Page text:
World stocks edged higher while the dollar steadied on Tuesday as BNP Paribas' move to pay back state financial support and growing corporate takeover activity bolstered confidence about economic recovery.

The yen slipped from the previous day's 8-month high versus the dollar after Japanese Finance Minister Hirohisa Fujii said he would not rule out taking action if currency moves were irregular.

Shares of BNP Paribas, France's biggest bank by market capitalization, rose 3 percent after it launched a capital increase for 4.3 billion euros as part of its move to reimburse the French state early.

Its move follows similar paybacks from UBS, Goldman Sachs, JP Morgan and Morgan Stanley.

Wall Street rallied on Monday after Xerox Corp agreed to buy Affiliated Computer Services for $5.5 billion and Abbott Laboratories said it would pay $6.6 billion for Solvay's drug unit.

MSCI world equity index rose 0.15 percent.

The FTSEurofirst 300 index <.FTEU3> of leading European shares fell 0.15 percent, however, as weaker oil prices weighed on commodity shares and investors grew nervous about buying more given a recent rally and sharp lurch higher on Monday.

After the storming day yesterday, markets are prone to sell off, particularly with so much uncertainty, said Peter Dixon, economist at Commerzbank.

The upward trend is still intact, and I think (BNP's move) is an indication of the strength of banks' underlying fundamentals, compared to their position a year ago.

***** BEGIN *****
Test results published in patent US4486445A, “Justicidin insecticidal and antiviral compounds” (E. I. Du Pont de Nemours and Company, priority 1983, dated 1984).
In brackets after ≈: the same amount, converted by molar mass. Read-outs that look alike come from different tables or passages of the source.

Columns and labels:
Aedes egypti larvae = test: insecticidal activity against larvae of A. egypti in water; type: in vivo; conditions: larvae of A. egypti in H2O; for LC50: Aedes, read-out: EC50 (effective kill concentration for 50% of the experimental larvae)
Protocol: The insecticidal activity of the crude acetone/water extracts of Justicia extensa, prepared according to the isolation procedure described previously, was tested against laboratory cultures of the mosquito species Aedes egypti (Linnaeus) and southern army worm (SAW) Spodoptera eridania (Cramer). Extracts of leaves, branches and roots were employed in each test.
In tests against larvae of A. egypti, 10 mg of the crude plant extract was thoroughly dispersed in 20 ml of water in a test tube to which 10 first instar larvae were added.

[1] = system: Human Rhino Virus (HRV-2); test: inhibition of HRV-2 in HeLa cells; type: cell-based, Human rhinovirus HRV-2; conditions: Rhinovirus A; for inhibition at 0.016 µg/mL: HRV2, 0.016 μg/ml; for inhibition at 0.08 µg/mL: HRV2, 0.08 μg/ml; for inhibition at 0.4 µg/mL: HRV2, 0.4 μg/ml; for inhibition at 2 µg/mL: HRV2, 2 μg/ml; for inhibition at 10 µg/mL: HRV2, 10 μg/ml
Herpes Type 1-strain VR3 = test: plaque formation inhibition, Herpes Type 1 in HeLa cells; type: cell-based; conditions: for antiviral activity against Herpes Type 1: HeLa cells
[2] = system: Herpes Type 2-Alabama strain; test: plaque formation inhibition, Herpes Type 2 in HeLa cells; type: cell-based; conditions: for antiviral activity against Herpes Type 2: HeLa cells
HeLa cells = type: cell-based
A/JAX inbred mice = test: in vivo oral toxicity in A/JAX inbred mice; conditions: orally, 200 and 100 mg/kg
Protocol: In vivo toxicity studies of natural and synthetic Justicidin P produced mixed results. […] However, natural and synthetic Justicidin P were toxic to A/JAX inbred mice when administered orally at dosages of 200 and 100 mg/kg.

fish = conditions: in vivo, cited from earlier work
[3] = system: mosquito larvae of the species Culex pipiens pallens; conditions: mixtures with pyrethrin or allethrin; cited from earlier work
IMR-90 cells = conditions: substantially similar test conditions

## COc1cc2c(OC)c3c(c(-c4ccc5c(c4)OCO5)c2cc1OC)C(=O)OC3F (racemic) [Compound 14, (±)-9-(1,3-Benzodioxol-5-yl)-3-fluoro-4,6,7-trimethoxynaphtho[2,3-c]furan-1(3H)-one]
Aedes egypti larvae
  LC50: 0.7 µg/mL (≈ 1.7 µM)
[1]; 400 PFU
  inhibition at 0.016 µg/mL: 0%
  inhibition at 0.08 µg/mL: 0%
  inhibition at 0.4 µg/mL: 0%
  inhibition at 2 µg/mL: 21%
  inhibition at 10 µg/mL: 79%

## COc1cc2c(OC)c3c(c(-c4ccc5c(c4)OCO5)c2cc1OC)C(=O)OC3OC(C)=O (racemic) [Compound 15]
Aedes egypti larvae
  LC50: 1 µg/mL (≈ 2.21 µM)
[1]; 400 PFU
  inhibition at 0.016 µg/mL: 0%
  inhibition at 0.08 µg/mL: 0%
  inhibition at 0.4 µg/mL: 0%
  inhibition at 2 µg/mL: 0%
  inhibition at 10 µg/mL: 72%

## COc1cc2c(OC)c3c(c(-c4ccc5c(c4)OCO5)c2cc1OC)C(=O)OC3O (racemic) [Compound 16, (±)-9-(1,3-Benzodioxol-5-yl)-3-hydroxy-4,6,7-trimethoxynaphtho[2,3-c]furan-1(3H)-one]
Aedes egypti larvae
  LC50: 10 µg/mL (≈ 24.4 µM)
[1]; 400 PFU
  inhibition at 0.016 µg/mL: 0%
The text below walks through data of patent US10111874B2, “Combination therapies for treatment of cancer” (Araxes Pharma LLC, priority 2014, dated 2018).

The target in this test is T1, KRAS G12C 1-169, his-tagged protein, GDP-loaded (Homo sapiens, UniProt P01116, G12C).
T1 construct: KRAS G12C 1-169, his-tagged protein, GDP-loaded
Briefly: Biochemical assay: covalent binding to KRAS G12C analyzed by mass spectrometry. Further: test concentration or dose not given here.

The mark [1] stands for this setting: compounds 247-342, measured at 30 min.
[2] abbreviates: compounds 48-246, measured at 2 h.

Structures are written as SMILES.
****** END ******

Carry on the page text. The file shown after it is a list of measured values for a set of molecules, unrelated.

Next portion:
Emerging stocks <.MSCIEF> rose more than 1 percent.

The cost of financing has fallen significantly since the start of the credit crisis as central banks around the world cut interest rates to near zero, making it easier for corporates to raise funds to conduct merger and acquisition activity.

Whilst some companies are still in the process of repairing their balance sheets from the credit binge earlier in the decade, there are also a number sitting on large amounts of cash, which sooner or later they will need to put to work, Calyon said in a note to clients.

We feel it is too early to be calling the beginning of another M&A cycle just yet though ... However, as economic visibility improves, we believe the M&A theme could be big next year.

U.S. crude oil fell 0.1 percent to $66.73 a barrel.

The yen fell 0.1 percent to 89.81 per dollar, having risen as high as 88.22 on Monday. The dollar <.DXY> was steady against a basket of major currencies.

The September Bund future fell 9 ticks ahead of further debt supply due to hit the market, in a week that will see around 30 billion euros in new issuance.

(Additional reporting by Simon Falush, editing by Mike Peacock)